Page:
Who would have thought we’d see the little girl from E.T. in a poker movie? Drew Barrymore plays the love interest of Eric Bana’s character who’s a gifted poker player. Unlike most of this list, Lucky You relies on the drama created by a relationship affected by gambling and how a big the hope of winning big can change a person’s life. Poker not only runs Bana’s character’s life, but the life of people involved with him as his father is a professional player. By the end of the film a few realizations are made and because of that, another few relationships are saved. If you’re looking for a poker film that might make you shed a few tears, look no further. This one’s really an underrated flick, though, as Rotten Tomatoes only has it at a mere 29%.

Source: Familiar Faces via Facebook Caption: Steve McQueen looking down stoically like the badass that he is.

3. Cincinnati Kid

“He’ll take on anyone at anything, anytime.” With quite possibly one of the coolest catchphrases of all time, and it comes from this film. The Cincinnati Kid sets up audiences for an all-out card brawl, which is fitting considering Steve McQueen is one of the toughest men to ever walk the planet. Lauded as one of the best McQueen movies of all time, it’s no shock that this one made it on the list, but it just goes to show that the good guy doesn’t always win. However, it’s how a loss is handled that makes the man. There are a lot of heated moments in the film and cool lines to take in. So although much of the film might be taken as hokey, the movie is an undeniable thrill ride lead by one of the men best known to thrill audiences.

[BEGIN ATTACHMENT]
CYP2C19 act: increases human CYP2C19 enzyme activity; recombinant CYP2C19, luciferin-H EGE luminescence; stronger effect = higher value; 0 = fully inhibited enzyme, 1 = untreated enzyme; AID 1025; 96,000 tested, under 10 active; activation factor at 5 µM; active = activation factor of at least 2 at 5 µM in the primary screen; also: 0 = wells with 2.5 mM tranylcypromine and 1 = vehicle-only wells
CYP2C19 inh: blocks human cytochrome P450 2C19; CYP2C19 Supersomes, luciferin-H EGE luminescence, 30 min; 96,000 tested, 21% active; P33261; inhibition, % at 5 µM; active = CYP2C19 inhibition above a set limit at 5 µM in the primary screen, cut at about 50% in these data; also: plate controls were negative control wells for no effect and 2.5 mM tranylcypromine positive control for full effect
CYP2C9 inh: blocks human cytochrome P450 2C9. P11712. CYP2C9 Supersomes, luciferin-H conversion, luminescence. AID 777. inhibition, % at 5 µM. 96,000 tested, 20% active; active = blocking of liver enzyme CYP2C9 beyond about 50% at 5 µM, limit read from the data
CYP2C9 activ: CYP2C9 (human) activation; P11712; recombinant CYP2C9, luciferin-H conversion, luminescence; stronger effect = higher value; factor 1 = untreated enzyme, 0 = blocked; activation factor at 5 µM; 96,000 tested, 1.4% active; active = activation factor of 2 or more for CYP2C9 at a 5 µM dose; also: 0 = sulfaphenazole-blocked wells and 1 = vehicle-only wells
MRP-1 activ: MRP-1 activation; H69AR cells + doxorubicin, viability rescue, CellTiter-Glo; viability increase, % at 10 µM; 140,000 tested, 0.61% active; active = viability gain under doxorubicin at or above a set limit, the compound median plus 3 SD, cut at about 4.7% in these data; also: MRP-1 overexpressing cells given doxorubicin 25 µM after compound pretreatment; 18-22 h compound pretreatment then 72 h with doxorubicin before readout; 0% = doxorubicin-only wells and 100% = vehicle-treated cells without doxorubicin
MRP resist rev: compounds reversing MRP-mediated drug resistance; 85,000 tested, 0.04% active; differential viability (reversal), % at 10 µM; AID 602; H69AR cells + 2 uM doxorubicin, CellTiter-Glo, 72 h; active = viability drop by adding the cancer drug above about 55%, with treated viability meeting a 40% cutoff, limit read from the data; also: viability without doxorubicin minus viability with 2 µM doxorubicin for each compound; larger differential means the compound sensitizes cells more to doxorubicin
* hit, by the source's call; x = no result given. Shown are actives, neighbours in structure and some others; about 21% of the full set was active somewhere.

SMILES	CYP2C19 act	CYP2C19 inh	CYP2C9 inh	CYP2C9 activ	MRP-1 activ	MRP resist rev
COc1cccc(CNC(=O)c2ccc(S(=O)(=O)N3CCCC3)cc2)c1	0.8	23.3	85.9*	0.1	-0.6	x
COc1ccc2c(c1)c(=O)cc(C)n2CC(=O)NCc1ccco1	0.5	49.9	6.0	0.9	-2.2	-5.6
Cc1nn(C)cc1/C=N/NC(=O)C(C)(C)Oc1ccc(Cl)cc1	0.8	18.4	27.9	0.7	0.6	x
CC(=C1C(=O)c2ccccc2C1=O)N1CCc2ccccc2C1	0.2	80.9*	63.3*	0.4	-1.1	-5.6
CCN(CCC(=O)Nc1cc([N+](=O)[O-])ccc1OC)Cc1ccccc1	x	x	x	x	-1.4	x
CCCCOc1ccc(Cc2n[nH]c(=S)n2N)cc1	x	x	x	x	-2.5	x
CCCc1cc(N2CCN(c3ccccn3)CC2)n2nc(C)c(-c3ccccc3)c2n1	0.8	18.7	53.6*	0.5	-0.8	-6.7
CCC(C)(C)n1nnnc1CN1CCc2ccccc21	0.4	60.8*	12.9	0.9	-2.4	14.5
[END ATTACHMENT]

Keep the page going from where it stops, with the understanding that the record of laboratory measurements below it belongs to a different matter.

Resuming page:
2. Casino Royale

For a movie so high on this list, there isn’t as much poker playing as one might expect. However, this is the title that put a new spin on James Bond, one of the most well-known gamblers ever. Not only was the grittier take on Bond appreciated, but the movie as a whole took the box office by storm as it made just shy of $600 million worldwide, a number that earned it the 14th highest spy film ever. And even if the poker was lacking, the scenes where it was present did seem to shine as the ups and downs of a poker tournament built anticipation throughout. We were taught that even 007 gets unlucky from time to time when he has to get bought back into a texas hold ’em tournament by an unlikely ally.

Source: Rounders via Facebook Caption: Matt Damon realizing he not only won the hand but top spot on this list.

1. Rounders

Rounders is funny, intelligent, poignant at times and gripping at others. Above all else, it is THE best poker movie of all time for the remarkable performances given by the cast Damon and Edward Norton alone carry this movie with such ease, but with additions like John Turturro and John Malkovich, it’s easy to get caught up in the inspired acting. The final poker scene isn’t just deserving of one of the best poker scenes of all time, but one of the most tense performances on a film screen. It also captures the volatile nature of heads up expertly as it showcases how finding a player’s tells can change everything in a game. Matt Damon in Interstellar was pointed, but in Rounders, he’s smooth as silk and a hell of a poker player.

So what do you think? Did we do poker flicks justice? Which ones are on your top ten list? Are you sad that some more obscure games like omega high/low didn’t make an appearance? Let us know in the comments below.